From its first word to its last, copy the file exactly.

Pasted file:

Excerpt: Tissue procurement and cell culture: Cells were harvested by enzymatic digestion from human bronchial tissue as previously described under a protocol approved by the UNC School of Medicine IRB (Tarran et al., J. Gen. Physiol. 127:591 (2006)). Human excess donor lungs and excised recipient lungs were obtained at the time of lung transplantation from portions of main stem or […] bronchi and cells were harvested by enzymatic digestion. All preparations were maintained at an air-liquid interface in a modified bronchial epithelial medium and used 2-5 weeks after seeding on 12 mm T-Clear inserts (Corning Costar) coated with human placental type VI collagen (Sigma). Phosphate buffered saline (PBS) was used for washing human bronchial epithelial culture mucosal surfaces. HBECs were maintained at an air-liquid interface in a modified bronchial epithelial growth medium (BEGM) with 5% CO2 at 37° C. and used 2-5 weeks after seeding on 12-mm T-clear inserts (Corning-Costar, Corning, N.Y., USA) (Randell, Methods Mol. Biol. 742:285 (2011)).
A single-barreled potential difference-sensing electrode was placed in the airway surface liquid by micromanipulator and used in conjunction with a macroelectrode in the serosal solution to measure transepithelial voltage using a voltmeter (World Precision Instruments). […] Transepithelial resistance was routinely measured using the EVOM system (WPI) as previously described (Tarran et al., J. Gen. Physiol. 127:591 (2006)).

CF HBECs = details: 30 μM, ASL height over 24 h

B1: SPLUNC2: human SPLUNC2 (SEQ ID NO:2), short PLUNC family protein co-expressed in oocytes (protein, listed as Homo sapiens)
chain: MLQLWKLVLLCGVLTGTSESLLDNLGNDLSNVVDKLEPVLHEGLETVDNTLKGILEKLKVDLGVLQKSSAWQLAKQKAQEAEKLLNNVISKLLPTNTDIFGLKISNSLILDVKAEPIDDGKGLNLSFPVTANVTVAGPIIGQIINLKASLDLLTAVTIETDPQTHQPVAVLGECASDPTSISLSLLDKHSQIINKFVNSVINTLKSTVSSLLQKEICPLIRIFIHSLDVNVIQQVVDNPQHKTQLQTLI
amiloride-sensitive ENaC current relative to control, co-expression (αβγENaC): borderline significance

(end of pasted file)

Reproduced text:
Excerpt: Tissue procurement and cell culture: Cells were harvested by enzymatic digestion from human bronchial tissue as previously described under a protocol approved by the UNC School of Medicine IRB (Tarran et al., J. Gen. Physiol. 127:591 (2006)). Human excess donor lungs and excised recipient lungs were obtained at the time of lung transplantation from portions of main stem or […] bronchi and cells were harvested by enzymatic digestion. All preparations were maintained at an air-liquid interface in a modified bronchial epithelial medium and used 2-5 weeks after seeding on 12 mm T-Clear inserts (Corning Costar) coated with human placental type VI collagen (Sigma). Phosphate buffered saline (PBS) was used for washing human bronchial epithelial culture mucosal surfaces. HBECs were maintained at an air-liquid interface in a modified bronchial epithelial growth medium (BEGM) with 5% CO2 at 37° C. and used 2-5 weeks after seeding on 12-mm T-clear inserts (Corning-Costar, Corning, N.Y., USA) (Randell, Methods Mol. Biol. 742:285 (2011)).
A single-barreled potential difference-sensing electrode was placed in the airway surface liquid by micromanipulator and used in conjunction with a macroelectrode in the serosal solution to measure transepithelial voltage using a voltmeter (World Precision Instruments). […] Transepithelial resistance was routinely measured using the EVOM system (WPI) as previously described (Tarran et al., J. Gen. Physiol. 127:591 (2006)).

CF HBECs = details: 30 μM, ASL height over 24 h

B1: SPLUNC2: human SPLUNC2 (SEQ ID NO:2), short PLUNC family protein co-expressed in oocytes (protein, listed as Homo sapiens)
chain: MLQLWKLVLLCGVLTGTSESLLDNLGNDLSNVVDKLEPVLHEGLETVDNTLKGILEKLKVDLGVLQKSSAWQLAKQKAQEAEKLLNNVISKLLPTNTDIFGLKISNSLILDVKAEPIDDGKGLNLSFPVTANVTVAGPIIGQIINLKASLDLLTAVTIETDPQTHQPVAVLGECASDPTSISLSLLDKHSQIINKFVNSVINTLKSTVSSLLQKEICPLIRIFIHSLDVNVIQQVVDNPQHKTQLQTLI
amiloride-sensitive ENaC current relative to control, co-expression (αβγENaC): borderline significance